Will his eye heal? it seems to have scabbed over but will he be blind in that eye? (not sure if it is just one eye or multiple eyes because i can see well enough to count them)

    I have been getting small crikets from outside but they havent eaten any of them and its been 2 weeks, today i plan to get some from the pet store and see if they’ll eat them.

    Also, a female made a nest under a peice of bark and a few days later a male made a nest over the top of hers, does this mean they are mates?

    • avatar

      Hi Brendon,

      They usually get along fine after eye injuries etc…often at the next molt the problem is corrected.

      They construct silk retreats in which to hide, or to deposit eggs. Not usually together, but captivity changes their behavior due to lack of space, etc…watch them and record what you see, as we have lots to learn about jumping spiders. best, Frank

  25. avatar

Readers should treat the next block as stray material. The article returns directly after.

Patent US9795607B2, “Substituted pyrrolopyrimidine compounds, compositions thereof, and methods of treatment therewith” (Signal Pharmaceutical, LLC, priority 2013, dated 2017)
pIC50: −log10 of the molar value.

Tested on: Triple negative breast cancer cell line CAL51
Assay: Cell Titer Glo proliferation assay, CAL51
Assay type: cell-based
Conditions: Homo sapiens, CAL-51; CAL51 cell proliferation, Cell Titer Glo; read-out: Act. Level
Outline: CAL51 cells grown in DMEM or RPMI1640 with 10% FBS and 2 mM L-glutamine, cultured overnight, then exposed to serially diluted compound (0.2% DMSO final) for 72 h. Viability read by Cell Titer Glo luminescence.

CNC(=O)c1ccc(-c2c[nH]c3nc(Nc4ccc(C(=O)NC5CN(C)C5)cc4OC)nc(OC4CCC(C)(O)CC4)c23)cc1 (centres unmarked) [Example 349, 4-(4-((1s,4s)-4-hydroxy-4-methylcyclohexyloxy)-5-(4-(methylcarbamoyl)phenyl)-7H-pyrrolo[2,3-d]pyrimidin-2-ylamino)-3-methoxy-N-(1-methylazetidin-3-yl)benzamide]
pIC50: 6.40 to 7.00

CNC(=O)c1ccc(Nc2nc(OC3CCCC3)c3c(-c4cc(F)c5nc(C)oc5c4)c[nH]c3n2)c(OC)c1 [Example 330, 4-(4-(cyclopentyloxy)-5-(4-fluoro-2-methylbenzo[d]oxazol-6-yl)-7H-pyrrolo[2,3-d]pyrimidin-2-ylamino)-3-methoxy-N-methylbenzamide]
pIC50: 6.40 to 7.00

Hi Frank I live in south east fla and have had an intrest in spiders for some time. I have been trying to find regals for some time with no luck. It is said that regals are very common here so i cant understand their absence. I have no trouble finding and breeding the rare red widow and other rare spiders, so what am i doing wrong. I have numerous spiders in my collection and would love to find these large jumpers because of their inteligence and appearance of personality. Any help would be appreciated. I have tried all habitats listed anywhere i find in books and internet and they all say the same. Please help! I have been looking for over a year now with no luck. I dont want to buy one because i want to observe and study it in its natural habitat first so i can recreate its enviorment. Also, if you know of anyone selling those little wonderful peacock jumpers from austrailia i would be intrested. Thier courtship dance and beautiful featherlike abdomen is amazing. Some look like aliens when their abdomen is extended. Thanks.